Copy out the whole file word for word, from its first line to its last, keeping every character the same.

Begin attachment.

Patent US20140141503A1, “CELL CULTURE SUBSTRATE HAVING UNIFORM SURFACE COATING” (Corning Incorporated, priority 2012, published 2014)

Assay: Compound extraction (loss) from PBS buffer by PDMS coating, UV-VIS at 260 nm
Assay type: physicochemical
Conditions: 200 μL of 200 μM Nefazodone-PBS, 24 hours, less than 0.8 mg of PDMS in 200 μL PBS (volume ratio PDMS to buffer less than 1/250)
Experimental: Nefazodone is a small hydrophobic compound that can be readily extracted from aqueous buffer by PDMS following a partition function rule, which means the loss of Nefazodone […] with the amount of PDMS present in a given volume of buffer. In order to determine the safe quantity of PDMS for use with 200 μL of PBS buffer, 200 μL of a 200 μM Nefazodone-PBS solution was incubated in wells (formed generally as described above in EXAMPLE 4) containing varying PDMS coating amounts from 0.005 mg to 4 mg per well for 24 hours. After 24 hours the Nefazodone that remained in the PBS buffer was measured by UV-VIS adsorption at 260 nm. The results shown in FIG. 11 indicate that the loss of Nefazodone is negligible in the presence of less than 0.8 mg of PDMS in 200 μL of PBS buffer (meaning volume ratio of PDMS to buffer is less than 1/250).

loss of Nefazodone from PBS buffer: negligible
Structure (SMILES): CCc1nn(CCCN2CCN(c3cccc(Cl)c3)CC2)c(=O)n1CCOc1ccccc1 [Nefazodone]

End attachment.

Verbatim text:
Patent US20140141503A1, “CELL CULTURE SUBSTRATE HAVING UNIFORM SURFACE COATING” (Corning Incorporated, priority 2012, published 2014)

Assay: Compound extraction (loss) from PBS buffer by PDMS coating, UV-VIS at 260 nm
Assay type: physicochemical
Conditions: 200 μL of 200 μM Nefazodone-PBS, 24 hours, less than 0.8 mg of PDMS in 200 μL PBS (volume ratio PDMS to buffer less than 1/250)
Experimental: Nefazodone is a small hydrophobic compound that can be readily extracted from aqueous buffer by PDMS following a partition function rule, which means the loss of Nefazodone […] with the amount of PDMS present in a given volume of buffer. In order to determine the safe quantity of PDMS for use with 200 μL of PBS buffer, 200 μL of a 200 μM Nefazodone-PBS solution was incubated in wells (formed generally as described above in EXAMPLE 4) containing varying PDMS coating amounts from 0.005 mg to 4 mg per well for 24 hours. After 24 hours the Nefazodone that remained in the PBS buffer was measured by UV-VIS adsorption at 260 nm. The results shown in FIG. 11 indicate that the loss of Nefazodone is negligible in the presence of less than 0.8 mg of PDMS in 200 μL of PBS buffer (meaning volume ratio of PDMS to buffer is less than 1/250).

loss of Nefazodone from PBS buffer: negligible
Structure (SMILES): CCc1nn(CCCN2CCN(c3cccc(Cl)c3)CC2)c(=O)n1CCOc1ccccc1 [Nefazodone]